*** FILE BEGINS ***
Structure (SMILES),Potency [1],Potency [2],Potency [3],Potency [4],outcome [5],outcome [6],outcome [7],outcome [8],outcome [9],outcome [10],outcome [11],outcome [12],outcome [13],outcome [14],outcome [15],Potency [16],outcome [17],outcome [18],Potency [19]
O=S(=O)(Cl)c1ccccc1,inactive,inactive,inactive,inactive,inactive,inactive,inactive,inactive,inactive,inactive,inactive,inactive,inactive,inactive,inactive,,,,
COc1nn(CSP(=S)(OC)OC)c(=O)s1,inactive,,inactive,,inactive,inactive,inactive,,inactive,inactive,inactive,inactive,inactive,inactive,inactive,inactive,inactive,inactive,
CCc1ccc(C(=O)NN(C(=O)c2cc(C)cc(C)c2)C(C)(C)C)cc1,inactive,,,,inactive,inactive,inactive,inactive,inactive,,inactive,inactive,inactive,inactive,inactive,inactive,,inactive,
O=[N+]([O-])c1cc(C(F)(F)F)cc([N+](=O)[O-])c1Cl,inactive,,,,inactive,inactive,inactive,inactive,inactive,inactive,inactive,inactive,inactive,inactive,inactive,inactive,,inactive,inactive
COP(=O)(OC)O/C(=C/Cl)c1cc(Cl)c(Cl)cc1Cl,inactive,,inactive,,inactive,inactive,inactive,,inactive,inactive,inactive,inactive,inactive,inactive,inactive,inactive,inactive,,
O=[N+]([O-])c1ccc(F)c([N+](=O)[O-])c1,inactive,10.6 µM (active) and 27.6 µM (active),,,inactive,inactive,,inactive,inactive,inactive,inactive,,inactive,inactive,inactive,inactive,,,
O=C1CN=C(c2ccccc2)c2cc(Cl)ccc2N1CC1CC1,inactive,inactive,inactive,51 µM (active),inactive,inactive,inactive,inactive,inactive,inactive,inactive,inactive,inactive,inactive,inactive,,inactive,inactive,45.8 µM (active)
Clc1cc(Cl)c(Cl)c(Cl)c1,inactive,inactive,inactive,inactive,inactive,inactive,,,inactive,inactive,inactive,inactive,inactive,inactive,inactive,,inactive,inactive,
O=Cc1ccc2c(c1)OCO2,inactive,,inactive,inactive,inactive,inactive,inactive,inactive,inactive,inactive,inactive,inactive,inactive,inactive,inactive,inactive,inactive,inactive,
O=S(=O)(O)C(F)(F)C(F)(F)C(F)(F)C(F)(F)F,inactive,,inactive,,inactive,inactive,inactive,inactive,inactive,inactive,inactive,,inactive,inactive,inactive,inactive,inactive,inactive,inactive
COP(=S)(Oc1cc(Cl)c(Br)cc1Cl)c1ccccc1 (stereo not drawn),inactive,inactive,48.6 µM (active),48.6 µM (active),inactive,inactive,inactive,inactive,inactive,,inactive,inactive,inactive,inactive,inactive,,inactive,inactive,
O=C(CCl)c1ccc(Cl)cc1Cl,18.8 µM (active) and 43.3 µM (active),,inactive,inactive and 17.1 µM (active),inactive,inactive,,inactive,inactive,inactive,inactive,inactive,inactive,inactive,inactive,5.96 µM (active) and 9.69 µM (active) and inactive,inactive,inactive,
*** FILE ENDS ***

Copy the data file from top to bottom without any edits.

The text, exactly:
Structure (SMILES),Potency [1],Potency [2],Potency [3],Potency [4],outcome [5],outcome [6],outcome [7],outcome [8],outcome [9],outcome [10],outcome [11],outcome [12],outcome [13],outcome [14],outcome [15],Potency [16],outcome [17],outcome [18],Potency [19]
O=S(=O)(Cl)c1ccccc1,inactive,inactive,inactive,inactive,inactive,inactive,inactive,inactive,inactive,inactive,inactive,inactive,inactive,inactive,inactive,,,,
COc1nn(CSP(=S)(OC)OC)c(=O)s1,inactive,,inactive,,inactive,inactive,inactive,,inactive,inactive,inactive,inactive,inactive,inactive,inactive,inactive,inactive,inactive,
CCc1ccc(C(=O)NN(C(=O)c2cc(C)cc(C)c2)C(C)(C)C)cc1,inactive,,,,inactive,inactive,inactive,inactive,inactive,,inactive,inactive,inactive,inactive,inactive,inactive,,inactive,
O=[N+]([O-])c1cc(C(F)(F)F)cc([N+](=O)[O-])c1Cl,inactive,,,,inactive,inactive,inactive,inactive,inactive,inactive,inactive,inactive,inactive,inactive,inactive,inactive,,inactive,inactive
COP(=O)(OC)O/C(=C/Cl)c1cc(Cl)c(Cl)cc1Cl,inactive,,inactive,,inactive,inactive,inactive,,inactive,inactive,inactive,inactive,inactive,inactive,inactive,inactive,inactive,,
O=[N+]([O-])c1ccc(F)c([N+](=O)[O-])c1,inactive,10.6 µM (active) and 27.6 µM (active),,,inactive,inactive,,inactive,inactive,inactive,inactive,,inactive,inactive,inactive,inactive,,,
O=C1CN=C(c2ccccc2)c2cc(Cl)ccc2N1CC1CC1,inactive,inactive,inactive,51 µM (active),inactive,inactive,inactive,inactive,inactive,inactive,inactive,inactive,inactive,inactive,inactive,,inactive,inactive,45.8 µM (active)
Clc1cc(Cl)c(Cl)c(Cl)c1,inactive,inactive,inactive,inactive,inactive,inactive,,,inactive,inactive,inactive,inactive,inactive,inactive,inactive,,inactive,inactive,
O=Cc1ccc2c(c1)OCO2,inactive,,inactive,inactive,inactive,inactive,inactive,inactive,inactive,inactive,inactive,inactive,inactive,inactive,inactive,inactive,inactive,inactive,
O=S(=O)(O)C(F)(F)C(F)(F)C(F)(F)C(F)(F)F,inactive,,inactive,,inactive,inactive,inactive,inactive,inactive,inactive,inactive,,inactive,inactive,inactive,inactive,inactive,inactive,inactive
COP(=S)(Oc1cc(Cl)c(Br)cc1Cl)c1ccccc1 (stereo not drawn),inactive,inactive,48.6 µM (active),48.6 µM (active),inactive,inactive,inactive,inactive,inactive,,inactive,inactive,inactive,inactive,inactive,,inactive,inactive,
O=C(CCl)c1ccc(Cl)cc1Cl,18.8 µM (active) and 43.3 µM (active),,inactive,inactive and 17.1 µM (active),inactive,inactive,,inactive,inactive,inactive,inactive,inactive,inactive,inactive,inactive,5.96 µM (active) and 9.69 µM (active) and inactive,inactive,inactive,